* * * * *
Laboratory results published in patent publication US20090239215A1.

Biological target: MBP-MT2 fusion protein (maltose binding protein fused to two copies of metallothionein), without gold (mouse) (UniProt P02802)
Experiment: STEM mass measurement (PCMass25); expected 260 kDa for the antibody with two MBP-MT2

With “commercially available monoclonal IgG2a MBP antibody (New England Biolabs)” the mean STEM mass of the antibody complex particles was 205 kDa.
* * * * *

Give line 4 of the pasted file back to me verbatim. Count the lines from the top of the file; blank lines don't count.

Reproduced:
With “commercially available monoclonal IgG2a MBP antibody (New England Biolabs)” the mean STEM mass of the antibody complex particles was 205 kDa.